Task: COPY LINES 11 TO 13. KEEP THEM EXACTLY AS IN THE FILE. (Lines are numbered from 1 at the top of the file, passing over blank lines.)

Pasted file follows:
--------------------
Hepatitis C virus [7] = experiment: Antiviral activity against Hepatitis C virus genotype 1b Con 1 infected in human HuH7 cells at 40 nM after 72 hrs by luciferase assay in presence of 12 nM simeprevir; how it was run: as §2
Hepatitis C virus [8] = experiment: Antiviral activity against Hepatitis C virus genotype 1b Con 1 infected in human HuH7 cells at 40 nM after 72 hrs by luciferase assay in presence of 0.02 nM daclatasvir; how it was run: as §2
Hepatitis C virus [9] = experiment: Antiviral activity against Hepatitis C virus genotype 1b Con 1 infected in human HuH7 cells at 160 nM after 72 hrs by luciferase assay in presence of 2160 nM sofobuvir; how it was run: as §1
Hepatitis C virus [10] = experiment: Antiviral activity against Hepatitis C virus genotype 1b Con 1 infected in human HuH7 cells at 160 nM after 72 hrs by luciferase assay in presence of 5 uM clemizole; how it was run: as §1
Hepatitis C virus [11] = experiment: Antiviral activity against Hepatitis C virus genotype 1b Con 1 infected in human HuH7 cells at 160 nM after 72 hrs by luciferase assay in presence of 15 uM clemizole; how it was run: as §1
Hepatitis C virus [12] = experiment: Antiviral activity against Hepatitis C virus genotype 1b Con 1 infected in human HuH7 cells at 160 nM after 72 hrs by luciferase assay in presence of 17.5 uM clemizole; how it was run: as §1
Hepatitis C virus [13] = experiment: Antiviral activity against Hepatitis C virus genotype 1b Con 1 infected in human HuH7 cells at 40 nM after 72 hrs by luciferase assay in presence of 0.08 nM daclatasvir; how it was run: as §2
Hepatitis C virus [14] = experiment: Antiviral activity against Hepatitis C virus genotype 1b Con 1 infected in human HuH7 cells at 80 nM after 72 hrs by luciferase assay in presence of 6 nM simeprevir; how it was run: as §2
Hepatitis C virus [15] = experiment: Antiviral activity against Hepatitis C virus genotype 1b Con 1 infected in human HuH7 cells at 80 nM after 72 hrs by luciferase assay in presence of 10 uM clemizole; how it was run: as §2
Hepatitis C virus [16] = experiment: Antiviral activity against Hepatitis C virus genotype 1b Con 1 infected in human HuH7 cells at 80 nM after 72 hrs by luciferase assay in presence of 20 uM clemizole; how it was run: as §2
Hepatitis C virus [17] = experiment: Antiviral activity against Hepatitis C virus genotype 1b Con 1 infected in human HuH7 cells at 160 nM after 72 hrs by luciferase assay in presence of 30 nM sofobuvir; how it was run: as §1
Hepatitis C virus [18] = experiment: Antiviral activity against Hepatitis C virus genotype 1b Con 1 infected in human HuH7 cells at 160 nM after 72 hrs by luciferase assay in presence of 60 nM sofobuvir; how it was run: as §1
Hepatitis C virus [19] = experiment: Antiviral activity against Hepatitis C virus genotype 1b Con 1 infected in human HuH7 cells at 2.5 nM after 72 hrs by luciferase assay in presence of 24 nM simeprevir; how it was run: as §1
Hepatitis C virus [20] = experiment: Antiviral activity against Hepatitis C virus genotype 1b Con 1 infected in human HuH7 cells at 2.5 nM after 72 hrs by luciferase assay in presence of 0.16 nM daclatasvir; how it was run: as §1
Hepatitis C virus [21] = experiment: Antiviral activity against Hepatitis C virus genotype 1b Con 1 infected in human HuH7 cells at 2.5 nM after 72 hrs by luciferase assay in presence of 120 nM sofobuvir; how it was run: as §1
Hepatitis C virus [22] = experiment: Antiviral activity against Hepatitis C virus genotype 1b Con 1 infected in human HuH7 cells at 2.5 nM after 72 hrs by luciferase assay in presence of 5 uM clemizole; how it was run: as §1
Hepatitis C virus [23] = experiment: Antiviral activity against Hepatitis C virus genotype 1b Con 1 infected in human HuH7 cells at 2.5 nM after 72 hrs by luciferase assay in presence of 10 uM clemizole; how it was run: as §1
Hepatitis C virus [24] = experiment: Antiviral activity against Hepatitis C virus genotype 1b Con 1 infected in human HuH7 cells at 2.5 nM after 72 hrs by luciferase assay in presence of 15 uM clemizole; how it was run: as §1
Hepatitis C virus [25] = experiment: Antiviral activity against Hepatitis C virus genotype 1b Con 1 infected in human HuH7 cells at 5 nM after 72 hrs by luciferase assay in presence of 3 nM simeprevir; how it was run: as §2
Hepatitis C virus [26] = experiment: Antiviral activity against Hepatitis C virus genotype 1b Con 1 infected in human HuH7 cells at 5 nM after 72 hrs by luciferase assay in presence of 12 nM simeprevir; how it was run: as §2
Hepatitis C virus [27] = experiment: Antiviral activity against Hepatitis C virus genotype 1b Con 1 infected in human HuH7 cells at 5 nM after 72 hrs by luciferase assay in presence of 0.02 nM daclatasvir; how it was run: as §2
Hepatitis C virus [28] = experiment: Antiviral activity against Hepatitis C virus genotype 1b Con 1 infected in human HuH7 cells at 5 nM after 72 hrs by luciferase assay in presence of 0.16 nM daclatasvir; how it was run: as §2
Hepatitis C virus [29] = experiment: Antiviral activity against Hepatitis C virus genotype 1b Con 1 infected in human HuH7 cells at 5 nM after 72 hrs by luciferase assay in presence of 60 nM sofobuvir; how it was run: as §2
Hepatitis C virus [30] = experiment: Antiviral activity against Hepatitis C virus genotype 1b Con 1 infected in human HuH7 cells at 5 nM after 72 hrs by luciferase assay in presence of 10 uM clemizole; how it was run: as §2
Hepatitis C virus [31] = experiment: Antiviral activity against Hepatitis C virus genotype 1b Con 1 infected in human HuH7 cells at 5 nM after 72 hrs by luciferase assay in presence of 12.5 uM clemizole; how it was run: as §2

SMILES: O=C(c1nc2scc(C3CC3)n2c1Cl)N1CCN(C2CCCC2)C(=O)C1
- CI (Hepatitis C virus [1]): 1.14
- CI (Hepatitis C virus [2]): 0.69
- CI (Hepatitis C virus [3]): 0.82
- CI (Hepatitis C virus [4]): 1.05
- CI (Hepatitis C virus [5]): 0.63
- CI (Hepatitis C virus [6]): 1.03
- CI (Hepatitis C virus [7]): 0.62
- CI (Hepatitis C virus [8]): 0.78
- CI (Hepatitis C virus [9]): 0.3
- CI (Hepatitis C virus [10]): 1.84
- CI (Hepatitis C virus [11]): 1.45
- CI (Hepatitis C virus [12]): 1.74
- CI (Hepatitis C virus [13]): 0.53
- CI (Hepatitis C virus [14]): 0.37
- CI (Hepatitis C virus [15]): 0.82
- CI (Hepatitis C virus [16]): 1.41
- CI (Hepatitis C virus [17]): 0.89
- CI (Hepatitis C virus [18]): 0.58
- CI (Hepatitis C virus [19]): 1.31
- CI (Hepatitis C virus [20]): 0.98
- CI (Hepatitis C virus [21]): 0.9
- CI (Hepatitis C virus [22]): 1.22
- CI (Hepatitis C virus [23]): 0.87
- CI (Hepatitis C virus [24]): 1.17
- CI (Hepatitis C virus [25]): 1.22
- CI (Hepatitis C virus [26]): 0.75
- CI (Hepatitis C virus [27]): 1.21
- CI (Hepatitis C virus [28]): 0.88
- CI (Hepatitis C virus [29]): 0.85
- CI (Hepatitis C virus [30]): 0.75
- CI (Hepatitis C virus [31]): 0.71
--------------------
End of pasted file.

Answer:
Hepatitis C virus [17] = experiment: Antiviral activity against Hepatitis C virus genotype 1b Con 1 infected in human HuH7 cells at 160 nM after 72 hrs by luciferase assay in presence of 30 nM sofobuvir; how it was run: as §1
Hepatitis C virus [18] = experiment: Antiviral activity against Hepatitis C virus genotype 1b Con 1 infected in human HuH7 cells at 160 nM after 72 hrs by luciferase assay in presence of 60 nM sofobuvir; how it was run: as §1
Hepatitis C virus [19] = experiment: Antiviral activity against Hepatitis C virus genotype 1b Con 1 infected in human HuH7 cells at 2.5 nM after 72 hrs by luciferase assay in presence of 24 nM simeprevir; how it was run: as §1